Santa Fe Christian’s Chad Bickley said, “It’s a very strong, competitive field and it’s going to be fun. Saints have definitely proven they’re the team to beat but they’re on the same side of the bracket as both LCC, a team that’s been causing a lot of problems and San Ysidro which is obviously very talented. Anything could happen.

“Every game you go into it’s about match-ups and style of play. There are a lot of proven winners in this group but in a one game, one night situation, whoever’s the best that night will come out on top.”

Here’s a quick rundown on the North Coast schools who have earned Open Division positions in 2023:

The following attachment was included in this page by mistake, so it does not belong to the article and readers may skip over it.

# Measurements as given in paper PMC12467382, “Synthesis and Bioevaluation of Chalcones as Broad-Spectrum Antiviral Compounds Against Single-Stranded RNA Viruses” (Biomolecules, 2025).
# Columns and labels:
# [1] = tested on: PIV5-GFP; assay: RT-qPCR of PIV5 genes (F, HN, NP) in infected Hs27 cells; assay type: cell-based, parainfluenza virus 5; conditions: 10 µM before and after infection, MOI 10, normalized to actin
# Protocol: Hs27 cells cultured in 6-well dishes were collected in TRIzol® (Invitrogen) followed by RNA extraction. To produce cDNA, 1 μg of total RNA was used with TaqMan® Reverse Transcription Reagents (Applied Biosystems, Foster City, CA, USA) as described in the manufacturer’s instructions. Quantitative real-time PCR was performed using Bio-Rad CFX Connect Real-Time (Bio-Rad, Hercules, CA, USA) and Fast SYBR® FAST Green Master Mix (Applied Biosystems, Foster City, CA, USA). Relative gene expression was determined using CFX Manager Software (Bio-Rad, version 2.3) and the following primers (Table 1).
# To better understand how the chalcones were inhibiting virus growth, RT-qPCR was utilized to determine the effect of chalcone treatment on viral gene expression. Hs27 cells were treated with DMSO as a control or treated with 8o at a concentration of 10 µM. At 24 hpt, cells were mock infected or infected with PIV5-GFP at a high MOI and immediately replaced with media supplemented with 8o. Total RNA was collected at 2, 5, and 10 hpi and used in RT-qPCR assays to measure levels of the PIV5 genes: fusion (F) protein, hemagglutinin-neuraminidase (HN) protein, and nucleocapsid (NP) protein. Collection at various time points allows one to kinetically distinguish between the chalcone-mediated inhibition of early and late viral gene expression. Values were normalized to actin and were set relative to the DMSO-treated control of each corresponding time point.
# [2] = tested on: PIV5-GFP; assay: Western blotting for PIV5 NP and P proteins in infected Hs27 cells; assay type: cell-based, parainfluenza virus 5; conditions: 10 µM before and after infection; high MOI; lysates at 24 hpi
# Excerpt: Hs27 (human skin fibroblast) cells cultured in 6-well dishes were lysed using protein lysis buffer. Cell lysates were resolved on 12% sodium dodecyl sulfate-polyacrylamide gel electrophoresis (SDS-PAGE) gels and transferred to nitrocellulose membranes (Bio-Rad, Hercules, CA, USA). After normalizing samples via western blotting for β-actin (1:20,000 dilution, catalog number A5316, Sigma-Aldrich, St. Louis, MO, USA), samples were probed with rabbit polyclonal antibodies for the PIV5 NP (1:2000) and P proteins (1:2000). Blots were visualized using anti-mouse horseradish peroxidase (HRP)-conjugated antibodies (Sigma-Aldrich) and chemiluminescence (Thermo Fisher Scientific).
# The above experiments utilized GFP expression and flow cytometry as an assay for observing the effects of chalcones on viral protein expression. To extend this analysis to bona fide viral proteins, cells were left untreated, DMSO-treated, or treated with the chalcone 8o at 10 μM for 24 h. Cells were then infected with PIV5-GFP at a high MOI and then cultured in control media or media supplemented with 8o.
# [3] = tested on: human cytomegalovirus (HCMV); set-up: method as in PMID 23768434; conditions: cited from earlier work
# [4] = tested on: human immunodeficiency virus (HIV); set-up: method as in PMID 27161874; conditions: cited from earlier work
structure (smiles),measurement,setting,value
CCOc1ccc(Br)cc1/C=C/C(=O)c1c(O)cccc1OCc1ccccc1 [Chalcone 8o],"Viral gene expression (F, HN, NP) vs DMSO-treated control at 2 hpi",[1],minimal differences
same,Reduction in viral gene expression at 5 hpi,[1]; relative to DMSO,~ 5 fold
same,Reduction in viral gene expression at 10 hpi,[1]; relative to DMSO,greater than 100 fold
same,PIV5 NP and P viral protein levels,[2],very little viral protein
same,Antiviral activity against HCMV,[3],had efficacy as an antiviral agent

At 16-11, the Mavericks have the lowest winning percentage among the eight squads but there’s a lot to recommend about Cassaw’s outfit. They have experience in the form of four seniors and one junior in their starting lineup. They’ve played more games (8) against other Open qualifiers than anyone else and reached the semi-finals last year.

There’s also a very real potential upside for LCC in the fact that 6-10 standout Wes Smith has only been with the team for three weeks and figures to only keep making the Mavs better on both ends of the floor as well as depth-wise. He had 17 points in last Friday’s win over Torrey Pines and is averaging 10 boards per outing in addition to delivering a solid inside defense.